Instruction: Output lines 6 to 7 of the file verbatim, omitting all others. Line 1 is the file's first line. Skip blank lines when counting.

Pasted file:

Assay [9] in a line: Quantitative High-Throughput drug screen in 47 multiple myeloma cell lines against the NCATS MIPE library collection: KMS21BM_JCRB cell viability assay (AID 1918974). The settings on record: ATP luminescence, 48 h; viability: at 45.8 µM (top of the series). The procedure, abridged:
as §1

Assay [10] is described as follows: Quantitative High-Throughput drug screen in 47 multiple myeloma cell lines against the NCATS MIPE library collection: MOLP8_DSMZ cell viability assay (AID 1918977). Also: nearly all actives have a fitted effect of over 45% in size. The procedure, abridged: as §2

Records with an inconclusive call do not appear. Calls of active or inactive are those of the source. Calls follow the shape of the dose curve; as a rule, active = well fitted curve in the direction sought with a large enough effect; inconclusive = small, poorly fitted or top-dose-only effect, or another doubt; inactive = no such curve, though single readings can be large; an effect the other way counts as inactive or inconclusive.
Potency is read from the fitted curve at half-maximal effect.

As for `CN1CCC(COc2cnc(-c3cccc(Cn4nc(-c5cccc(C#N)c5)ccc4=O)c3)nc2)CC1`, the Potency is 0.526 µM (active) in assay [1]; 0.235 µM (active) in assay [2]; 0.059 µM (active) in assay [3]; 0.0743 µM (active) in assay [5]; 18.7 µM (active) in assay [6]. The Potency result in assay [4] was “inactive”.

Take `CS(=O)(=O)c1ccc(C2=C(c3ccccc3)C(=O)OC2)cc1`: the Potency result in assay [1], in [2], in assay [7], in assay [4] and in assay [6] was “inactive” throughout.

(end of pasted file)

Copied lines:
As for `CN1CCC(COc2cnc(-c3cccc(Cn4nc(-c5cccc(C#N)c5)ccc4=O)c3)nc2)CC1`, the Potency is 0.526 µM (active) in assay [1]; 0.235 µM (active) in assay [2]; 0.059 µM (active) in assay [3]; 0.0743 µM (active) in assay [5]; 18.7 µM (active) in assay [6]. The Potency result in assay [4] was “inactive”.

Take `CS(=O)(=O)c1ccc(C2=C(c3ccccc3)C(=O)OC2)cc1`: the Potency result in assay [1], in [2], in assay [7], in assay [4] and in assay [6] was “inactive” throughout.